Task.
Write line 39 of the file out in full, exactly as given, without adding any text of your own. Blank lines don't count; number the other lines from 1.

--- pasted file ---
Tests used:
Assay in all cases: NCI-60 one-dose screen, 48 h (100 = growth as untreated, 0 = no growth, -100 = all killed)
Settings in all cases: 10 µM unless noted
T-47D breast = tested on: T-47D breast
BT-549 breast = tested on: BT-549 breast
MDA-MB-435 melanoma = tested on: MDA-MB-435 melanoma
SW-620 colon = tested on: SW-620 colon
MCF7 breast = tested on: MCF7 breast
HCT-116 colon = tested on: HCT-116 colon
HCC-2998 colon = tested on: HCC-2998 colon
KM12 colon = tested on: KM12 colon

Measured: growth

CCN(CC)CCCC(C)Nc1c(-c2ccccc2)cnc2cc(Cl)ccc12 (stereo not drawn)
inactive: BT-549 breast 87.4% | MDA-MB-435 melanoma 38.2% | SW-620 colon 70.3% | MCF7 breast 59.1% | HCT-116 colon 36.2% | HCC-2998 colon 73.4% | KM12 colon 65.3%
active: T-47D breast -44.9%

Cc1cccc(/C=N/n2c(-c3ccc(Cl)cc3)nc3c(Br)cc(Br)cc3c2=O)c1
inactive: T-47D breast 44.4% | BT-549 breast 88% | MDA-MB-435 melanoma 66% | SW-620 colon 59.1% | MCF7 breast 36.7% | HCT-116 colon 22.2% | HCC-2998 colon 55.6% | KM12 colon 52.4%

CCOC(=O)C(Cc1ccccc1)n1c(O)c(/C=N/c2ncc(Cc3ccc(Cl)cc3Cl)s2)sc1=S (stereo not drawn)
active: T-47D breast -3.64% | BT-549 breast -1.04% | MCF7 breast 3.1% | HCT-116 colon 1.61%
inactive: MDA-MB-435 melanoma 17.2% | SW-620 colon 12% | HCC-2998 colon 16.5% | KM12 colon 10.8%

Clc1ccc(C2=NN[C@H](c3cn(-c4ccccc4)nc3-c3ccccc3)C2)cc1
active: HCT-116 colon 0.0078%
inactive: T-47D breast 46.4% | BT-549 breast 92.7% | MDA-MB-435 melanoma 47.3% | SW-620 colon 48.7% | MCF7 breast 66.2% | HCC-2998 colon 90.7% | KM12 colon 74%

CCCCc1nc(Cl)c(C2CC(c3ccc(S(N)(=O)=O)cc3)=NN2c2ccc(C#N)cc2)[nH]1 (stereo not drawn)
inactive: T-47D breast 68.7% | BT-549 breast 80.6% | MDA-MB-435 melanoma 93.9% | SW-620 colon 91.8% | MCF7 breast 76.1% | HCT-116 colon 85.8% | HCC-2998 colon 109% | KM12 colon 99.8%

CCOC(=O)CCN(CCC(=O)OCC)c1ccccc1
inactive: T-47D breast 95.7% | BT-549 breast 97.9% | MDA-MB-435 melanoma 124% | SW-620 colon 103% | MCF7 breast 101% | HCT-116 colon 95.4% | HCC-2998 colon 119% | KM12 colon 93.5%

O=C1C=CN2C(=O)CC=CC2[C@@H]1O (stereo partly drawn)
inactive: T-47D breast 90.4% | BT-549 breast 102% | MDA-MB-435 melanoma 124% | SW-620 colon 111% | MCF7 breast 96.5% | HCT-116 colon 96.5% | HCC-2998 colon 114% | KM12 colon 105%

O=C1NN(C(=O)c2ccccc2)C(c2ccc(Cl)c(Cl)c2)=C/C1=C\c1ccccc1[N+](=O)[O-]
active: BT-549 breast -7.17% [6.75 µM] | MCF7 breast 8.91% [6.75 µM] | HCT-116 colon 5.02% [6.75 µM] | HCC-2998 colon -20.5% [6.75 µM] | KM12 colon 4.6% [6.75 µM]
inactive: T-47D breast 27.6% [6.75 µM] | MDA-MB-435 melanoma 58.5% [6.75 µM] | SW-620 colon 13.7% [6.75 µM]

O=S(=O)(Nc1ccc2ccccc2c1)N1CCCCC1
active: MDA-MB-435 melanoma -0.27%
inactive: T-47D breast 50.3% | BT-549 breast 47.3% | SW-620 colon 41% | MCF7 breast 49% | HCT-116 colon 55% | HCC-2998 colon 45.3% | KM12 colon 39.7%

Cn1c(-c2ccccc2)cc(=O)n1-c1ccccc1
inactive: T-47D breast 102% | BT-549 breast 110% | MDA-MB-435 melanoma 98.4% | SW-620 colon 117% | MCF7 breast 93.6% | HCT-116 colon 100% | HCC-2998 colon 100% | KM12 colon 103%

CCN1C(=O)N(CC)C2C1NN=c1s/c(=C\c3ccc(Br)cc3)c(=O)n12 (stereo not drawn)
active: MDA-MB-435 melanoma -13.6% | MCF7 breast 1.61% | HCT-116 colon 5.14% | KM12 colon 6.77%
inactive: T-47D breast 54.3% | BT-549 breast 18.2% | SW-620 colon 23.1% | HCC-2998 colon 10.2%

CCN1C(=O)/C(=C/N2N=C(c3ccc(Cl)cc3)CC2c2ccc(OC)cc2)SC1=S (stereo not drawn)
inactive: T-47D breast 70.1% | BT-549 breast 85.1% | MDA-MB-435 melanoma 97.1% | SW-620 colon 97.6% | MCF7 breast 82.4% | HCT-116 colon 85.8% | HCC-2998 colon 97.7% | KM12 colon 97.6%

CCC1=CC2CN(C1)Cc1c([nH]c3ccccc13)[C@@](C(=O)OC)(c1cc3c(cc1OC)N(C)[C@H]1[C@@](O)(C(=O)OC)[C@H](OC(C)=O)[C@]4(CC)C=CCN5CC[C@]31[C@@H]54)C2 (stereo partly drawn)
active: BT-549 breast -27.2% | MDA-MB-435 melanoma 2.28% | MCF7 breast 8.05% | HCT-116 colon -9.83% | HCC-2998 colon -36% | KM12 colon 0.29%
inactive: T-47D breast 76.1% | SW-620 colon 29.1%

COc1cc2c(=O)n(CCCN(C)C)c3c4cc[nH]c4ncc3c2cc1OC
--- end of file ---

active: MDA-MB-435 melanoma -13.6% | MCF7 breast 1.61% | HCT-116 colon 5.14% | KM12 colon 6.77%